Cruising comes in all forms, from weekends afloat to annual charters, a 1 or 2-year mid-career break, part-year cruising or full-time. Many times, it includes some downsizing — whether moving to a smaller house or apartment to afford the boat, or selling it all for financial and logistical freedom.
But where do you even start? Thinking about culling an entire house worth of goods is daunting. Overwhelming. Even paralyzing.
I’ve done it three times now: once to move from our house into an apartment before we did a lot of land travel in the late 1990’s, again in 2002/03 when we moved aboard our first cruising boat, Que Tal; and again when we decided to make Barefoot Gal our full-time home in 2015. Somehow, between each of those, we’d managed to collect more stuff than I thought possible.
Start early and start with things that will be easy and go quickly. You want to see fast progress to encourage you. Don’t choose something that’s sentimental and going to be hard to let go of.
TOUCH THINGS ONCE
When you pick something up, decide what you are going to do with it. Don’t set it aside to decide later — you’ll just end up with everything in a “decide later” pile.
I know, you may have a few things that you need to ask family or friends if they want. You can set those aside until you get an answer — but ask immediately. Take a picture, text or email it, call — and then if the answer is “no,” decide what you’re going to do with it instead.
Scanning photos and scrapbooks is a wonderful way to take them with you, with no space required. It can take some time, though and is great to do as you are doing other things. Read my article about speeding up the job considerably with a high-speed photo scanner.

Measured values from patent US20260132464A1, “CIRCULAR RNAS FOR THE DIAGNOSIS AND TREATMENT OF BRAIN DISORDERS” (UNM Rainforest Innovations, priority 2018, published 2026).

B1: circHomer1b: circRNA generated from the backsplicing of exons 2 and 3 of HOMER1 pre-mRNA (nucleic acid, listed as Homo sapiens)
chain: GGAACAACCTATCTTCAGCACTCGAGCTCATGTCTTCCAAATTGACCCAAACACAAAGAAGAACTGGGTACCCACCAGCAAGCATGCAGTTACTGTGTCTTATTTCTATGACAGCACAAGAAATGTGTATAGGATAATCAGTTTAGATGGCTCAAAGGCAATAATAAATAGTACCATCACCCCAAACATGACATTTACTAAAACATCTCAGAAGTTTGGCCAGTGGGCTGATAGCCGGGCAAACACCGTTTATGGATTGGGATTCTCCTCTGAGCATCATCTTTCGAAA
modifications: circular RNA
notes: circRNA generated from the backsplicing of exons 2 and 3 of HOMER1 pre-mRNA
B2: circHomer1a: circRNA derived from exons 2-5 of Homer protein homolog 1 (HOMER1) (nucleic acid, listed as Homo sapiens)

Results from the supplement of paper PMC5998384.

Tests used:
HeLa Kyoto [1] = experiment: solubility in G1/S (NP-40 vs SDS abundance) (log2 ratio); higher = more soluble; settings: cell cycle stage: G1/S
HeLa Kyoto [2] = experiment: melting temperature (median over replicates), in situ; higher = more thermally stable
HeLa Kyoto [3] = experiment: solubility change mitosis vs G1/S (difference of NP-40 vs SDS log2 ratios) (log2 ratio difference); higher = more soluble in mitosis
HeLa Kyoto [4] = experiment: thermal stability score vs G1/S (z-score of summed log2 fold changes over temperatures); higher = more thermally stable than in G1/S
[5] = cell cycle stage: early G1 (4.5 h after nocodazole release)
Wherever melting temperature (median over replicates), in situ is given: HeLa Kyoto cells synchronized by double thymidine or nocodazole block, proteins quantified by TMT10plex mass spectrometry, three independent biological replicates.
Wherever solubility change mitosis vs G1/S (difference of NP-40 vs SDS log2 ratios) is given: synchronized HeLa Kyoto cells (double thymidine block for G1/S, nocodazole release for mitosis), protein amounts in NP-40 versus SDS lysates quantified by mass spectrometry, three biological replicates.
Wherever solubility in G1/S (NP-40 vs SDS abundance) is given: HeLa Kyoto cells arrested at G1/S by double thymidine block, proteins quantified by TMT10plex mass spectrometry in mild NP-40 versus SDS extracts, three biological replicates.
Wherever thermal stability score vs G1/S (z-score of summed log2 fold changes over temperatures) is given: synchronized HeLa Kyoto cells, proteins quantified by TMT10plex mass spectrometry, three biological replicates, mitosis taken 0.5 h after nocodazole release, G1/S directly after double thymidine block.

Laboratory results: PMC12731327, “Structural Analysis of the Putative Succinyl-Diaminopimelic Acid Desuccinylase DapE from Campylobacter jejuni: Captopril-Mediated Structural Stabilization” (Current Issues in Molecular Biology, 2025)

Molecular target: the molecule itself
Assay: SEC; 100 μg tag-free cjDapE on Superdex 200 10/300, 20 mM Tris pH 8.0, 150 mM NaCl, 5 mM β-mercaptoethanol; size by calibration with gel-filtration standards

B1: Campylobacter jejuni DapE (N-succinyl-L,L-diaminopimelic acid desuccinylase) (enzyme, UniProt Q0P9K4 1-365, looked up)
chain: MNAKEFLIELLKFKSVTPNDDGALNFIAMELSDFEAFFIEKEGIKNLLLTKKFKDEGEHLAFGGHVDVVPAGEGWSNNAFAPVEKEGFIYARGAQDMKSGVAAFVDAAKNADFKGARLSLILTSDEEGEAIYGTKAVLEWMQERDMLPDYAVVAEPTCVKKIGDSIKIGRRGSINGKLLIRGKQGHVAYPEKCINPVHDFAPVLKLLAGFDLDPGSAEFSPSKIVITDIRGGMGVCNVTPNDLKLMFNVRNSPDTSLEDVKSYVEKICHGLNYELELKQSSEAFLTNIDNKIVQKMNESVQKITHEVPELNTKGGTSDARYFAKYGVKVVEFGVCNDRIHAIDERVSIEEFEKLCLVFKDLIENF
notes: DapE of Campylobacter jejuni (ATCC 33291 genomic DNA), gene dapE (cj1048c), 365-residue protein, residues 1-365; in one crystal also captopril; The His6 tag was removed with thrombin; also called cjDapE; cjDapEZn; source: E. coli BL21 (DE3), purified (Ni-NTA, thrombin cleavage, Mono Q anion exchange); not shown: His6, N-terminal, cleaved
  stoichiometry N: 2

DECIDE THE BASIC CATEGORIES
Knowing the possible choices for each item helps. When my brother suddenly offered some storage space before we moved aboard Que Tal, it was wonderful but I had to re-sort the whole “put in storage” pile.
Are you planning to have a small storage unit? Leave things with one (or more) relatives? Will you have a garage sale? Ebay? Craigslist? Specialty groups? Donate to a charity? Give things to family and friends? And then there’s always the trash pile.
LEARN HOW AND WHERE TO SELL ONLINEIf you haven’t done it before, learn the basics of selling on Craigslist and eBay. Find Facebook “virtual garage sale” groups in your area and learn their rules. If you’re in a Facebook group that caters to a hobby where you might be selling items, find out if and when you’re allowed to post.
The biggest problem in some of the selling strategies is having to meet with people. It takes time and there will be no-shows. If you live in an out-of-the-way spot, know which GPS services can find you (Google maps, Bing, Waze) and which can’t! Or make arrangements to meet at a nearby business (this is also good if there is a security concern).
Decide what payment methods you’ll take. Sign up for Paypal if you don’t already have it, and put the app on your smartphone if that’s one of the payment options; someone can pay you from their phone and you’ll see it on your phone almost instantaneously. Will you take a check? Certified check? Cash only? Read about Craigslist scams so you don’t get taken in.